A Brief History of Neoliberalism by David Harvey. Oxford, UK: Oxford University Press, 2005. 256 pp.
Analyzing the social implications and political meanings of neoliberal practices in several countries-theoretically placing it within the broader framework of global free market capitalism-David Harvey's A Brief History of Neoliberalism is an important contribution to understanding neoliberalism. Harvey presents a thought-provoking overview of the effects of neoliberalism and the state of debates regarding neoliberalism. This book compellingly challenges mainstream reasoning embodied in works, such as Thomas Friedman's The World Is Flat, that argue neoliberal policies are necessary for the greater good and it is futile to resist these policies. Nevertheless, neoliberal practices in the nineteenth century, the origins of neoliberal theory, and the assumption that the creation of alternatives alone will cause people to reject neoliberalism remain largely unexamined.
The explicit narrative underpinning this book is how neoliberalism operates to transfer substantive decision-making authority and profits into the private hands of elites directly, or vis-à-vis corporations-both of which are largely unaccountable to the public-while making the public bear market risks and costs. The first two chapters examine the rise of neoliberalism and explain how the concept of freedom has degenerated into the mere advocacy of free markets in order to appeal to a mass base and so disguise the drive to restore the class power of elites to the level found in the 1920s. The following two chapters provide a realistic appraisal of the neoliberal state which subrogates the interests of its public in order to advance elites' interests through institutional arrangements, such as the World Trade Organization, the North American Free Trade Agreement, the World Bank, and the International Monetary Fund. The next chapter provides a case study of public and private sectors that have been affected by neoliberal restructuring in China. It examines some of the concrete changes in each sector and points out similarities and distinctions between neoliberal practices in China and other countries. The final two chapters analyze the advantages of neoliberalism and consider the prospects faced by dissidents in confronting the status quo.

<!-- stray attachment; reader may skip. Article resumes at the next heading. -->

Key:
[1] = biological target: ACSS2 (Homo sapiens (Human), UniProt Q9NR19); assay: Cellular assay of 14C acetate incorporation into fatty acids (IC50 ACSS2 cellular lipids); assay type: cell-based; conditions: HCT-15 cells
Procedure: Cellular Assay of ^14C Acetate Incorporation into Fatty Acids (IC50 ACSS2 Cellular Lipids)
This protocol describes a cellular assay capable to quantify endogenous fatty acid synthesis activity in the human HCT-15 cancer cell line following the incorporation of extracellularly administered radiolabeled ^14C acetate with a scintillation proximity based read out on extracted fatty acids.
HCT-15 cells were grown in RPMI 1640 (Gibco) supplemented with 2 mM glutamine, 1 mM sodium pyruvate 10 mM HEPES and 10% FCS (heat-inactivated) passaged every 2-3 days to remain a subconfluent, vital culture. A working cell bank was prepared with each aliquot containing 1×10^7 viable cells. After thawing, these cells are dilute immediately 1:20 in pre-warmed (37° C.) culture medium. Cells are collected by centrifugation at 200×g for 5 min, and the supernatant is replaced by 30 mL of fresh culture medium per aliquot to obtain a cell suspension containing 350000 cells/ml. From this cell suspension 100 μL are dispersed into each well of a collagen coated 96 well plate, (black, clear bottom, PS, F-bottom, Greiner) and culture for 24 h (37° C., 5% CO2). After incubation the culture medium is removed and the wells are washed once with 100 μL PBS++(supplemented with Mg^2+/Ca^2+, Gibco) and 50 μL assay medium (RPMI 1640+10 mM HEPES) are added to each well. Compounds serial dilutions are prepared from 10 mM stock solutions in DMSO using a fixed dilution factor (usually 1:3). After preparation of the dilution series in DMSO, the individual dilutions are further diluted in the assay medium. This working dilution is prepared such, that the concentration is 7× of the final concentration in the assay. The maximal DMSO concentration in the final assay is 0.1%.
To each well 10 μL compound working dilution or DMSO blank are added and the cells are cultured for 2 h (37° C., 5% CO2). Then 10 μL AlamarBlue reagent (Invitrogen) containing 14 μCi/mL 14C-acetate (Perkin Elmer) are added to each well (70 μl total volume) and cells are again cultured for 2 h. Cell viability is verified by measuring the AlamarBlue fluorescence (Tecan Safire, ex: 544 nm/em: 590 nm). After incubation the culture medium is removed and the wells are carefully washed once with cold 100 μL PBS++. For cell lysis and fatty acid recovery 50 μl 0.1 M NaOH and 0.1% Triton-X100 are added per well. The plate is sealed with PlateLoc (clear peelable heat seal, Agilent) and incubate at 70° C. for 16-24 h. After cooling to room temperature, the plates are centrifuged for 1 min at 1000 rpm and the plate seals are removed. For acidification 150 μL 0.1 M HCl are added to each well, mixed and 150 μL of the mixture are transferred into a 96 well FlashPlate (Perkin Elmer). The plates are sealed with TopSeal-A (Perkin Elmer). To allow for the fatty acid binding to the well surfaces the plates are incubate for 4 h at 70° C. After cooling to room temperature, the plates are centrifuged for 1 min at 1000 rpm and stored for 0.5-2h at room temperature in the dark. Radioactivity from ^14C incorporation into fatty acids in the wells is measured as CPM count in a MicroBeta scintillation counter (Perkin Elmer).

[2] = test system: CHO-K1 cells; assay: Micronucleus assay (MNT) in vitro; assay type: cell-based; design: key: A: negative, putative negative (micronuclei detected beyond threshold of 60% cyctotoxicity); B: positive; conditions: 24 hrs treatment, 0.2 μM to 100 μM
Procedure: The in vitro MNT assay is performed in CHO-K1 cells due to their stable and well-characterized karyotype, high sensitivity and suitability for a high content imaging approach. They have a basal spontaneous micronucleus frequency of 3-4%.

This book compellingly challenges arguments praising the supposed advantages of neoliberalism. This is particularly important when the claim that there is no alternative to neoliberal restructuring has been largely accepted (with the possible exception of South Korea, Cuba, and several countries in Latin America). Harvey 's assessment of the shortcomings of neoliberalism and the practices used to distract attention from these shortcomings is indispensable to discussions of neoliberal policies.
More notably, the links between nationalism, poverty, and environmental degradation and the neoliberal agenda is presented. Harvey outlines compellingly how nationalism is mobilized in order to make countries compete and establish conditions favorable to business interests. He continues by documenting how the neoliberal agenda requires "a large, easily exploited, and relatively powerless labour force" and accelerated exploitation and destruction of natural resources (130).
Despite these strengths, this book appears to assume that neoliberalism remained a mere theory until the mid-1970s, contrary to the fact that Great Britain began neoliberal practices as early as 1846. This practice, though, was primary limited to Britain's colonies. In making this assumption, Harvey ignores how this practice hindered the economic development of British colonies, while Western countries built their economies using protectionists measures which were denied these colonies. Harvey also misconstrues Adam Smith as being a neoliberal-as have many neoliberal economists who have appropriated his theories to justify their own position-by, for example, glossing over the fact that Adam Smith's "invisible hand" theory only works in a perfect market-a condition that has never and will never occur.
The book fails to consider the possibility that the general public is unwilling, unable, or not informed enough to change the status quo. An in-depth examination of these considerations could potentially illuminate such an alternative. Regardless, this book is a significant advancement in the debate over neoliberalism. It should prove helpful for anti-neoliberal policy activists in developing strategies and prospects for change.
Aaron Peron Ogletree, J.D.
The Journal of Buddhist Ethics and The Electronic Journal of Sociology